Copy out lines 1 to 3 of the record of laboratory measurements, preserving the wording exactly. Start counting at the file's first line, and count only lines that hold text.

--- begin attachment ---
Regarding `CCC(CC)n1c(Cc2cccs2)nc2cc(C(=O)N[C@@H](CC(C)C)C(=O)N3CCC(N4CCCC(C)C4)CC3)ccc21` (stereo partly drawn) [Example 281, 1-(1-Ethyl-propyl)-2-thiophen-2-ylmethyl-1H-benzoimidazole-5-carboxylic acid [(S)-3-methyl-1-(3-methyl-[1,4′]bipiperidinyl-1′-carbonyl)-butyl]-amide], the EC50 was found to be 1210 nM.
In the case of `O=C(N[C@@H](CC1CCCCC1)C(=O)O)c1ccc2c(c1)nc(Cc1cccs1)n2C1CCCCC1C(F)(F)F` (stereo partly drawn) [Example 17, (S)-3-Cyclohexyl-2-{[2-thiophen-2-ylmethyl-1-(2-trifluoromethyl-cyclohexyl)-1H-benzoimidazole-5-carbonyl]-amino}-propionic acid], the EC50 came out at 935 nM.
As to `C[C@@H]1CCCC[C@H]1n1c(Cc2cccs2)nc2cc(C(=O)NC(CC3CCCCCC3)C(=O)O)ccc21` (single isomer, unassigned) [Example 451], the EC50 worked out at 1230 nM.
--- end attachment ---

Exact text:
Regarding `CCC(CC)n1c(Cc2cccs2)nc2cc(C(=O)N[C@@H](CC(C)C)C(=O)N3CCC(N4CCCC(C)C4)CC3)ccc21` (stereo partly drawn) [Example 281, 1-(1-Ethyl-propyl)-2-thiophen-2-ylmethyl-1H-benzoimidazole-5-carboxylic acid [(S)-3-methyl-1-(3-methyl-[1,4′]bipiperidinyl-1′-carbonyl)-butyl]-amide], the EC50 was found to be 1210 nM.
In the case of `O=C(N[C@@H](CC1CCCCC1)C(=O)O)c1ccc2c(c1)nc(Cc1cccs1)n2C1CCCCC1C(F)(F)F` (stereo partly drawn) [Example 17, (S)-3-Cyclohexyl-2-{[2-thiophen-2-ylmethyl-1-(2-trifluoromethyl-cyclohexyl)-1H-benzoimidazole-5-carbonyl]-amino}-propionic acid], the EC50 came out at 935 nM.
As to `C[C@@H]1CCCC[C@H]1n1c(Cc2cccs2)nc2cc(C(=O)NC(CC3CCCCCC3)C(=O)O)ccc21` (single isomer, unassigned) [Example 451], the EC50 worked out at 1230 nM.